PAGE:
Sound of Violence

SXSW 2021: Sounds Carry In Alex Noyer’s Feature Film Debut, ‘Sound Of Violence’ – Movie Review

Kicking off my auspicious start to the 2021 SXSW Film Festival screenings is a film I immensely anticipated. Sound of Violence, the feature film debut from writer and director Alex Noyer, shook me in ways I could’ve never imagined. 

Conjured from his short, Conductor, Noyer molds a maniacal narrative with Sound of Violence that captivated me from the first frame with the force of a Jedi chokehold. In a sun-soaked car ride, a young hearing-impaired girl, Alexis, her mother, and older brother are heading home—a place now ripe with the overwhelming difficulties presented with a loved one suffering from wartime PTSD. Alexis’ father is absolutely beside himself with what he had to endure in combat, carrying home heavy emotional baggage. 

One evening, while young Alexis is innocently jamming out to the soothing, rhythmic beats emanating from her boombox, she “feels” the sound of violence. What she discovers within her own home is shocking… serving as a trigger that ultimately sets in motion a miraculous yet detrimental retention of hearing. 

Since the bloody tragedy involving her family years prior, adult Alexis (Jasmin Savoy Brown) has come to completely embrace her sense of hearing. Becoming a serious student of music—diving headfirst into experimental means of expressing herself through a multitude of soundwaves—Alexis is determined to exude her passion. But an increasing number of moments where she randomly loses her ability to hear has caused deep concern, warranting a trip to her doctor. 

The news isn’t what Alexis wanted to hear, and we see the young woman begin to crack. Music, sound, and the expression it provides for her have literally become her life, and it may be taken away at any moment. Thrown into the mix, the complicated relationship she has with her beautiful, beloved roommate, Marie (wonderfully portrayed by Lili Simmons), and the volatile combination of past and present, help fuse to ignite a bold bloodlust within the young, damaged connoisseur of sound. 

Stumbling upon her ability for stimulating, transcendent experiences while listening to sounds of pure, unadulterated pain and violence, Alexis curiously elects to further pursue this uncommon avenue. Her desperation to collect these stimuli and dark inspirations turn her into a mad scientist… beginning with creating a musical torture chair that Countess Bathory herself would envy and on to a sound booth experiment that Scanners fans will appreciate.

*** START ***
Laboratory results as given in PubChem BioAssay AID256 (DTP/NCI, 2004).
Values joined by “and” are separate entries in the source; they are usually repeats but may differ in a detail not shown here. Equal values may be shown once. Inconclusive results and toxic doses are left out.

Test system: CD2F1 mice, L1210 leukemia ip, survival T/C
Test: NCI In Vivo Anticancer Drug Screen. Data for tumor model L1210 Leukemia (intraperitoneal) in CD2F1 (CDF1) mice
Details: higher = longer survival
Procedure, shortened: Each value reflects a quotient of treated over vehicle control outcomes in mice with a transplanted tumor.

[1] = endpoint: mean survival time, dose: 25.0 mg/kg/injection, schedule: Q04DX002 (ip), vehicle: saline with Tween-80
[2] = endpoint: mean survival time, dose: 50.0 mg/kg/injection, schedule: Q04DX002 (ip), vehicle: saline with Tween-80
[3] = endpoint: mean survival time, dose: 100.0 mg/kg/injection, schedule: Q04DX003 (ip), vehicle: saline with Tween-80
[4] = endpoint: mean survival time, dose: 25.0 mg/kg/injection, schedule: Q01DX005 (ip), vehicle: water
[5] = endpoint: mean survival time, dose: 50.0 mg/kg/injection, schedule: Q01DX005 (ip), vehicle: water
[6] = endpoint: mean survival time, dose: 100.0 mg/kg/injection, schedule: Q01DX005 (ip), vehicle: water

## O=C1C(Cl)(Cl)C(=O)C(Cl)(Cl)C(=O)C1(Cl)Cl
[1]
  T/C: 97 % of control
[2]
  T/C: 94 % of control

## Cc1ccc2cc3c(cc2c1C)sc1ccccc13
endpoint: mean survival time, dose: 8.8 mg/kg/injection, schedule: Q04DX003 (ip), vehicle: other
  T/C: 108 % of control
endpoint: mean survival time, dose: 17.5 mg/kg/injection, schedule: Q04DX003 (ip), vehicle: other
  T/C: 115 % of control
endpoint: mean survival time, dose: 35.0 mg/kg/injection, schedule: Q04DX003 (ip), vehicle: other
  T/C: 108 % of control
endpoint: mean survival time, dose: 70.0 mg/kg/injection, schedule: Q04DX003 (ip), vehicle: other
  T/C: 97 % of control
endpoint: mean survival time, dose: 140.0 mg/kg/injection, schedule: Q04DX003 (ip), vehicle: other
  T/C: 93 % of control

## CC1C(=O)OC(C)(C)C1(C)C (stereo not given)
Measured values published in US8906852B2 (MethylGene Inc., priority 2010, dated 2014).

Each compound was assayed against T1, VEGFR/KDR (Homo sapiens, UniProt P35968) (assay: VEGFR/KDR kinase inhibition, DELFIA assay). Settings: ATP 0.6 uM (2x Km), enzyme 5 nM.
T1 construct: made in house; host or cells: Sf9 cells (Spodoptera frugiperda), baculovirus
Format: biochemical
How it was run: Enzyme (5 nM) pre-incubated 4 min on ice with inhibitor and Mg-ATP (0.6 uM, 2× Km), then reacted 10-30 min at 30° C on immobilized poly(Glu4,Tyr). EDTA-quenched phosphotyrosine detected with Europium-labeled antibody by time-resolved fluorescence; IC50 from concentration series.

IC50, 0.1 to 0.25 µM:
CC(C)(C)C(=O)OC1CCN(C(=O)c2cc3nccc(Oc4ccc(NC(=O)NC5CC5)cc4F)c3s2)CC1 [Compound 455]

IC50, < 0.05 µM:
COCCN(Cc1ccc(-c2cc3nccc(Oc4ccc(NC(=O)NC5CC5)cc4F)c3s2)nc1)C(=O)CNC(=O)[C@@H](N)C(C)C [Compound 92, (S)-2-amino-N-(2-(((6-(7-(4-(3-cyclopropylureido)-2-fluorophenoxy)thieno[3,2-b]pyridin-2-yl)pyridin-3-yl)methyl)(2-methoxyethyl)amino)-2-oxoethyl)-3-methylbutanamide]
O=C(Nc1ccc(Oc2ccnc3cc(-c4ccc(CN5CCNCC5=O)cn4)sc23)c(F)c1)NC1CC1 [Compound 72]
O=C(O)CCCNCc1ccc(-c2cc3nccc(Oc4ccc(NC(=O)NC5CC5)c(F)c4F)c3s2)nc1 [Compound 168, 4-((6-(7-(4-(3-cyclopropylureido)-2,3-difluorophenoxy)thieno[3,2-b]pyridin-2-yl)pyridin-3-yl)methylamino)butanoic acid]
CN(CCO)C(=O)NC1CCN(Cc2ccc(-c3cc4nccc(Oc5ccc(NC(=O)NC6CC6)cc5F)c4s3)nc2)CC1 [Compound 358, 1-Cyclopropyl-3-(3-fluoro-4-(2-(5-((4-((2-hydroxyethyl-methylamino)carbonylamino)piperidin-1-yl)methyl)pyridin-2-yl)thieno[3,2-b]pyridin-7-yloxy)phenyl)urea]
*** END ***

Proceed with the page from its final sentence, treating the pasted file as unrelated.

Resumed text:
The catharsis she sets out to conduct is one only she can hear, sadly. The progression of her completely diabolical experiments punctuate Sound of Violence with some fantastic gore and undeniably continues the film’s horrific tone, but it also still maintains a very human heartbeat. I was uncomfortably sympathetic towards Alexis, even after watching her relentlessly engage in self-indulgent atrocities. In a shocking and unfortunate repeat of her past, violence has come to overwhelmingly consume Alexis’ life with the sacrifice she makes in the end, downright devastating. 

Sound of Violence elevates the slasher sub-genre, utilizing the dreamy cinematography of Daphne Wu, along with some extraordinarily ethereal lighting, sound, absence of sound, and an astonishingly profound performance from lead Jasmin Savoy Brown. Filmmaker Alex Noyer provides one hell of a template with his script and vision, assembling an incredible team to surround himself with that matched his ambition and talent. Noyer’s brainchild and the collective creative effort equaled one of the most exciting debuts I have had the pleasure of witnessing. 

Sound of Violence had its world premiere on March 18, , a prominently featured Midnighter for the 2021 SXSW Film Festival with more festival screenings on the way, I’m sure. Clearly seeing what Sound of Violence brings to the table, indie film distributor Gravitas Ventures has already secured the North American rights and is set to unleash Noyer’s feature On Demand and in theaters May of 2021, with counterpart VMI Worldwide quickly following suit and taking aim at an August 2021 UK release. Please, take my word on this one. Do not miss an opportunity to experience Sound of Violence. 

Check out the trailer below and be sure to follow the film @hermusickills on Instagram! 


About Danni Winn

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